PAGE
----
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The Foundation for Success in US Offshore Wind...Planning

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Trade Point Atlantic - Roll On SEA.O.G Offshore Solves the Need for Industry Know-how  in a New Market In June of this year SGRE CEO Andreas Nauen when interviewed by the Business Network for Offshore Wind was asked a straightforward question: What are the main criteria for factory locations in the USA for offshore wind?  His response included uncomplicated, reliable, and economical transport of components between port facilities. For the success of the industry, the transportation linkages between the posse of likely port contenders on the East Coast is crucial to understand.   One step further, the linkages to the offshore wind parks are equally as important to understand.   The market needs to have a full view and understanding of how to transport this specialized equipment safely and efficiently.   The key to understanding this potentially complex web of ports, projects, cargo and cabotage is planning . Trade Point Atlantic - Roll On At SEA.O.G Offshore we are able to bring loc

SEA.O.G Successfully Completes 300mw Transportation Service Contract with Engineered Short Sea Solutions.

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      SEA.O.G recently closed the book on a 300mw wind farm transportation project in Eastern Canada.  The project required the transportation of over 1000 components.  With the help of  SEA.O.G's transportation planners and local field professionals on site these heavy components moved through port facilities  and local factories via, rail, heavy lift ships, trucks and barges, all the while being monitored by TrakReport .  The scope of work included maritime operations pre-planning and stowage verification of planned heavy lift vessel operations, cargo condition surveys and inventory at marine terminals / factories, rail loading supervision,  rail car modification,  truck loading supervision, Marine Warranty surveys, and marine terminal / longshoring health and safety consultation. Short Sea - the future of routing for wind turbine transportation in North America. SEA.O.G has been on the forefront of unique maritime solutions for the wind turbine transportation industry

Marine Coordination Centers: Bridging Safety Gaps in the US Offshore Wind Industry

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The US offshore wind industry is on the brink of a gold rush. The technical resource potential of this largely unmined market soars over 2,000 gigawatts. That’s more than twice the energy currently being produced by all nationwide electric power plants combined. The current US wind industry is located almost 100% onshore but developers are now overcoming political and environmental hurdles to claim their stakes on the nautical charts of the eastern US. Construction and maintenance of an offshore wind farm is rarely easy and never cheap. With so many limiting factors to keep an eye on, the three-decades-old European market relies on strategic control hubs called marine coordination centers to ensure safety, security and thus efficiency.  These centers are an integral piece of the complex offshore wind industry, but they don’t exist in the US yet. Without marine coordination centers established in the US, a service gap may begin to emerge, leaving the door open to safety and eff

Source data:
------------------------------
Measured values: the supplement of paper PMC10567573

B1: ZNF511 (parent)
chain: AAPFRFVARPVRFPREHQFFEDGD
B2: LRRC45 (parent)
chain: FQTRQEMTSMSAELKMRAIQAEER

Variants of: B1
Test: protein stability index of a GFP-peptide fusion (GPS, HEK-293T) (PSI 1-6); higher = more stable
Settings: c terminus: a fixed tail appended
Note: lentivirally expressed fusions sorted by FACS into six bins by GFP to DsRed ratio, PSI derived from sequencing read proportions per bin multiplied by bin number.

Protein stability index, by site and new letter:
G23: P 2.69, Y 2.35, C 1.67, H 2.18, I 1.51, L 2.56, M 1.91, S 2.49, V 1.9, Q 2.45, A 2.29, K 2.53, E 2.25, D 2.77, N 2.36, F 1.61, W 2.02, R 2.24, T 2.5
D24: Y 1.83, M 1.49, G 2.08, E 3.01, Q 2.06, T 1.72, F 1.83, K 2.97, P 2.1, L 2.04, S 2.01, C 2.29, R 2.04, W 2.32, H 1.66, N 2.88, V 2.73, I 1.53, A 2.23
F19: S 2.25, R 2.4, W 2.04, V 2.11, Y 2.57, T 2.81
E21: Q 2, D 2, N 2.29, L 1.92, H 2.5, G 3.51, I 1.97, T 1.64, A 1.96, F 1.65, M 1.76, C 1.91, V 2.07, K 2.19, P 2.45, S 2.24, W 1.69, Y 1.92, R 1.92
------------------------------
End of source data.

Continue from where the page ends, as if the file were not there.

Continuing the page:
TrakReport, SEA.O.G’s Cargo Tracking Solution, Could Transform Project Shipping

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Imagine being at the helm of a large-scale wind park development project, with thousands of pieces of cargo in transit to a construction site halfway around the world, and not knowing where that cargo is. Does that sound like the status quo? It may not be for much longer. Invisible Cargo As the wind energy industry expands to the US market and beyond, the flow of foreign-made turbine components crossing the Atlantic is sure to increase. Changing traffic and weather conditions, multiple cargo transfers, and lack of accurate tracking technology leaves high-level project decision makers with unanswered questions. When will cargo arrive, and in what condition? With cargo transfers and inspections still being logged with pen and paper, and thousands of wind turbine components being shipped, the paperwork starts to stack up quickly. Checking on the status of cargo in real-time isn’t easy. Although vessels can be tracked across the ocean using GPS, this doesn’t allow for m